The scandal exploded at a time when Spain is bidding to co-host the Men's World Cup in 2030. In the wake of the kiss, Spain's players refused to play again for the national team until Rubiales quit or was fired. Since then the team's entire coaching staff has resigned in protest.

And last week, the head coach Jorge Vilda was fired. He was succeeded by the team's first female coach Montse Tome. It remains to be seen what happens next. But the players have been calling for a systemic change in a football culture that they believe is deeply flawed. Will the departure of Rubiales be enough? I guess we'll soon find out. Back to you.


HOLMES: CNN sports analyst Christine Brennan joins me now from Washington DC, always good to see my friend. So, it's a long time coming in the view of virtually everyone. Why do you think it took him so long to quit?

CHRISTINE BRENNAN, CNN SPORTS ANALYST: Because I don't think, Michael, he felt he did anything wrong. You know, I mean, who knows what's been going on behind the scenes with him in the Spanish Federation. But we do know what was going on with the team a year ago with the head coach, of course, now former head coach, Jorge Vilda, and the players complaining to Rubiales about him.

So, the sense that these guys felt that they were, you know, bulletproof, that they couldn't be toppled. But that, you know, he runs Spanish football. He's the UEFA Vice President, he is a big shot in FIFA, they're trying for the Men's World Cup in a few years. All of it would have said, Hey, you can get away with it. You can do whatever he wants. So I think that was it.

HOLMES: Yes. And to that point, because it's very interesting. I mean, do you think that, you know, four or five years ago, this wouldn't have ended this way that it would have been ignored and dismissed and swept under the rug?

BRENNAN: I think it might have. I think that's a great question. A great point, Michael. I think, you know, me, too, started not long after the 2016 election where Donald Trump beat Hillary Clinton that was in the US. So, you know, maybe we just want to say seven years ago or eight years ago, whatever.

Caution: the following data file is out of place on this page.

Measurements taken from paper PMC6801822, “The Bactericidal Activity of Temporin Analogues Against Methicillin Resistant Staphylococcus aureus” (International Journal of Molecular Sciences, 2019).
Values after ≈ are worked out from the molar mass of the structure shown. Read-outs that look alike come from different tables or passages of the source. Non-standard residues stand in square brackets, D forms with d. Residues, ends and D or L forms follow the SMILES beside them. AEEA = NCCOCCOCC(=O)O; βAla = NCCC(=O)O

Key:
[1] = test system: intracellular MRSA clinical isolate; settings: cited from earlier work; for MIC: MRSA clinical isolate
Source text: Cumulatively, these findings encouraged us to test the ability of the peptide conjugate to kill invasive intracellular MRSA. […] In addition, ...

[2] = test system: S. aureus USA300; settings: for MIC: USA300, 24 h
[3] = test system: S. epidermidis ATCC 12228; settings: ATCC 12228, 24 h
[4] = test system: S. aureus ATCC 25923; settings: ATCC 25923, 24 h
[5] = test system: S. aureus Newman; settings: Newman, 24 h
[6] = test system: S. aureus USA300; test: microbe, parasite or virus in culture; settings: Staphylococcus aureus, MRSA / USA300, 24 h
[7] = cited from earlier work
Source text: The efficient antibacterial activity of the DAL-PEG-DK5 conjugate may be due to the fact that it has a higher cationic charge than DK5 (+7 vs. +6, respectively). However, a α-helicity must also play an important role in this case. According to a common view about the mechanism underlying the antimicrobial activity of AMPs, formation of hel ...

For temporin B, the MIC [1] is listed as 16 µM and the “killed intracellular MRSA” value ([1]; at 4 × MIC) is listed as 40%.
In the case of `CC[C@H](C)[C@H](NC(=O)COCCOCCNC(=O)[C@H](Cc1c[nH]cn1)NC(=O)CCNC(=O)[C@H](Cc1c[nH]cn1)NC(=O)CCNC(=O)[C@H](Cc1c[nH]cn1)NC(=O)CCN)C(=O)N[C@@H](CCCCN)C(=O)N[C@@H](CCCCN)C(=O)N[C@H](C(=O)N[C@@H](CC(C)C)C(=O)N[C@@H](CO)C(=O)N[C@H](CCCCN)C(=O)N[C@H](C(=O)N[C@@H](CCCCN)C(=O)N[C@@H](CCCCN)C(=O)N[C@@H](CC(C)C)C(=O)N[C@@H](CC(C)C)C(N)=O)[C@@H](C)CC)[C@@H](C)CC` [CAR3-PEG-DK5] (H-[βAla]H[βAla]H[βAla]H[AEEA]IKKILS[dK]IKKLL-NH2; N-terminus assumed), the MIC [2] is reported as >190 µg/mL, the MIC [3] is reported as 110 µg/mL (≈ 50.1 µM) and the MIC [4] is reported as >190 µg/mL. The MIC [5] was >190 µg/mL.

But absolutely, I think the awakening that has happened over the last few years is because facilitated moments like this, and where Rubiales had to resign. And I think five years ago, seven years ago, eight whatever nobody want to pick, no, I do not think that it would have happened this way.

HOLMES: The delay in quitting, the no acceptance of responsibility for his actions. I mean, really even now shows remarkable hubris. I mean, how has this episode and the dragging out of it hurts Spanish football. You know, Rubiales still has these allies in the system.

BRENNAN: Oh, he does. And we remember lots of people saw that speech where he said five times I will not resign, I will not resign. And there's cheers and uproarious, you know, applause for him. The man and even some women in that room.

So, they were living in that time, it's almost like OK, that was, I guess we could say before the force kiss, which is also you can call sexual assault.


BRENNAN: So before the forced unwanted kiss, and after the kiss, right, I think that's what the time we're living in. And so they thought he thought in that world, that was the world that he thought he could keep and keep going.